Cycling power broker tells of Tour's fightback plan

The divide between the most powerful race organisers in the world and the world's governing body of...

Tour de France organiser ASO confident about upcoming legal procedure and new selection criteria

The divide between the most powerful race organisers in the world and the world's governing body of cycling has never been so deep. For over three years, the Grand Tour organisers, spearheaded by Tour de France management ASO, and the UCI have been in constant conflict over the sport's most recent reform, the ProTour. Now, unable to come to an agreement, the two sides will take their fight to the European Commission. Cyclingnews' Hedwig Kröner spoke to Patrice Clerc, the ASO president, about the conflict and the organisation's future plans.

The organisers of the three Grand Tours, the ASO, the RCS (Giro d'Italia), and Unipublic (Vuelta España) have long objected to the ProTour model. They call the forced inclusion of the 20 ProTour teams 'a closed system' and have came up with their own set of team selection criteria late last year. And, after a year full of doping torments, they decided to reserve the right to refuse participation anyone who may harm their image. The UCI is fighting for the ProTour, and have taken the case to the courts.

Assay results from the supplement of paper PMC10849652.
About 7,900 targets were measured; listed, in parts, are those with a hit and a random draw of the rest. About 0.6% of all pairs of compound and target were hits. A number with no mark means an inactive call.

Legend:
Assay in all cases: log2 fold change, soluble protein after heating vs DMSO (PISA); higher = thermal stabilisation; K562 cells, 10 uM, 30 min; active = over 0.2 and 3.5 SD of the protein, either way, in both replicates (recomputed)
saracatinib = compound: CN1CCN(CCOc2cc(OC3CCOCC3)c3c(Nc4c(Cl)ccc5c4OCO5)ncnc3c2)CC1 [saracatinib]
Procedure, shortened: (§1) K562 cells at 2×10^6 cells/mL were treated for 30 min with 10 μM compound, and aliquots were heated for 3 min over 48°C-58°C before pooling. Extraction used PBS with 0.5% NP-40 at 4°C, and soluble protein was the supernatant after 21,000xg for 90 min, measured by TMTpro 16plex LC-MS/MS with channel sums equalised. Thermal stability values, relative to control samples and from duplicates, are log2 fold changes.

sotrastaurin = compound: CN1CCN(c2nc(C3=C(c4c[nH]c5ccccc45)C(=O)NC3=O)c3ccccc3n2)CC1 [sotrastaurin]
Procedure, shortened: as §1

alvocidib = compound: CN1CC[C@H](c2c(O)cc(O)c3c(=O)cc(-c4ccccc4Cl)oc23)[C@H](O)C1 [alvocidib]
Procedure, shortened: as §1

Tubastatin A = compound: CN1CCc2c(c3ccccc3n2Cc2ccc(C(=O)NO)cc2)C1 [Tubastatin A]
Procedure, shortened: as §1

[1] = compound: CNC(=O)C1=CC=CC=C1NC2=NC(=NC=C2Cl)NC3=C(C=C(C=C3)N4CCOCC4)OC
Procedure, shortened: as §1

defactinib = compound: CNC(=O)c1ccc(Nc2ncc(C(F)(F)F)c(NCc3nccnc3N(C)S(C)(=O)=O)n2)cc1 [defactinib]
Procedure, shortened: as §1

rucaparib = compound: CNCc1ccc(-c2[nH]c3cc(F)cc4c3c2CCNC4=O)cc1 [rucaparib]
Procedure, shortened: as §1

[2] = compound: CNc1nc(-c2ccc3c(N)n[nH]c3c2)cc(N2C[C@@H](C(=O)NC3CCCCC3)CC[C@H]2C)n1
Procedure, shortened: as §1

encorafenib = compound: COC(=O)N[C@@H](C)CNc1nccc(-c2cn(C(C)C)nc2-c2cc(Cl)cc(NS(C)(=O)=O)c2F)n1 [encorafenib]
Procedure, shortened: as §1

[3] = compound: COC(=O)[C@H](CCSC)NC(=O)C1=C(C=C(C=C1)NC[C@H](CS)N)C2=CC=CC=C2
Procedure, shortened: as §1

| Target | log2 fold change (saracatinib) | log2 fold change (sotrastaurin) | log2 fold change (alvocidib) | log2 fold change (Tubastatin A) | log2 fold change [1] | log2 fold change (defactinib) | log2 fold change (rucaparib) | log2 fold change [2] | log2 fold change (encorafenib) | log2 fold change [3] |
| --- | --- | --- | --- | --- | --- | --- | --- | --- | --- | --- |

With the trial in front of the European Commission impending, Patrice Clerc didn't want to comment too much about the issues. "The presidency of the UCI has decided to bring this dissident to the European Commission - the Directorate General for Competition - which means that I can not comment on this today. Although I would have a lot of things to say... I have to spare my entire comments on the subject for the Commission," he said.

The history of the conflict

Clerc did outline the course of events that led to the current situation with the UCI. "Even before the ProTour was officially launched, since 2004, we have always said that we would not adhere to this system. To us, this system opposes the sport and the European sporting model, because it is a closed system. We do not adhere to the concept of a license, either, as it appears to us totally unsuitable to our sport.

For the full interview with Patrice Clerc click here.

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